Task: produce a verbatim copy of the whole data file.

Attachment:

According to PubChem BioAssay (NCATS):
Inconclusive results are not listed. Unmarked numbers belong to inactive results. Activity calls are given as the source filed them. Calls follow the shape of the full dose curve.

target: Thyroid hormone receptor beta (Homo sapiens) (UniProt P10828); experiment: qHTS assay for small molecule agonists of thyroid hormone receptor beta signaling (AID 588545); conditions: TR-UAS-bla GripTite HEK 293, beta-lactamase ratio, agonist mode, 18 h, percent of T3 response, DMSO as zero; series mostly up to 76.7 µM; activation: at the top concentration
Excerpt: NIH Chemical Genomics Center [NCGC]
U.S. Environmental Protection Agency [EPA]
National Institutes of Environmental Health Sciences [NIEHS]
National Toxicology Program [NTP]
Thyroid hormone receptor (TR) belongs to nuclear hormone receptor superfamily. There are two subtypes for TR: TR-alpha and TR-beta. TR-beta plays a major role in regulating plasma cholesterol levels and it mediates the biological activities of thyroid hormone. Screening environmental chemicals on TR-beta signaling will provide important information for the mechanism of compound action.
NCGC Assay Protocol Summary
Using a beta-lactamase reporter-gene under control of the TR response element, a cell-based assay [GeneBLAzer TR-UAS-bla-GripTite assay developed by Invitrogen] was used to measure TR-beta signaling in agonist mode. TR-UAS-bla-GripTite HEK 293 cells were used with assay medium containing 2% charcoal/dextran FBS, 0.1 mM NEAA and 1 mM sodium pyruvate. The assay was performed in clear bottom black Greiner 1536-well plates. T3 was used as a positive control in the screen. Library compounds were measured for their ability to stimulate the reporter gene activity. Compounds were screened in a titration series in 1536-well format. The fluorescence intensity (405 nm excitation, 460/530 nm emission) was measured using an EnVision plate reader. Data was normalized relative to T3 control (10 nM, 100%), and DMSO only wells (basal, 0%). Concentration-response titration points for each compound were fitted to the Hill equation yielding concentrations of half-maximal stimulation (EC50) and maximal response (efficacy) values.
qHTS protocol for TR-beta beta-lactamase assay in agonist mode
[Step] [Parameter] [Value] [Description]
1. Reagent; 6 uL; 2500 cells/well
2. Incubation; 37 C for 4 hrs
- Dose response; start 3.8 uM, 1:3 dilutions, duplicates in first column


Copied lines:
According to PubChem BioAssay (NCATS):
Inconclusive results are not listed. Unmarked numbers belong to inactive results. Activity calls are given as the source filed them. Calls follow the shape of the full dose curve.

target: Thyroid hormone receptor beta (Homo sapiens) (UniProt P10828); experiment: qHTS assay for small molecule agonists of thyroid hormone receptor beta signaling (AID 588545); conditions: TR-UAS-bla GripTite HEK 293, beta-lactamase ratio, agonist mode, 18 h, percent of T3 response, DMSO as zero; series mostly up to 76.7 µM; activation: at the top concentration
Excerpt: NIH Chemical Genomics Center [NCGC]
U.S. Environmental Protection Agency [EPA]
National Institutes of Environmental Health Sciences [NIEHS]
National Toxicology Program [NTP]
Thyroid hormone receptor (TR) belongs to nuclear hormone receptor superfamily. There are two subtypes for TR: TR-alpha and TR-beta. TR-beta plays a major role in regulating plasma cholesterol levels and it mediates the biological activities of thyroid hormone. Screening environmental chemicals on TR-beta signaling will provide important information for the mechanism of compound action.
NCGC Assay Protocol Summary
Using a beta-lactamase reporter-gene under control of the TR response element, a cell-based assay [GeneBLAzer TR-UAS-bla-GripTite assay developed by Invitrogen] was used to measure TR-beta signaling in agonist mode. TR-UAS-bla-GripTite HEK 293 cells were used with assay medium containing 2% charcoal/dextran FBS, 0.1 mM NEAA and 1 mM sodium pyruvate. The assay was performed in clear bottom black Greiner 1536-well plates. T3 was used as a positive control in the screen. Library compounds were measured for their ability to stimulate the reporter gene activity. Compounds were screened in a titration series in 1536-well format. The fluorescence intensity (405 nm excitation, 460/530 nm emission) was measured using an EnVision plate reader. Data was normalized relative to T3 control (10 nM, 100%), and DMSO only wells (basal, 0%). Concentration-response titration points for each compound were fitted to the Hill equation yielding concentrations of half-maximal stimulation (EC50) and maximal response (efficacy) values.
qHTS protocol for TR-beta beta-lactamase assay in agonist mode
[Step] [Parameter] [Value] [Description]
1. Reagent; 6 uL; 2500 cells/well
2. Incubation; 37 C for 4 hrs
- Dose response; start 3.8 uM, 1:3 dilutions, duplicates in first column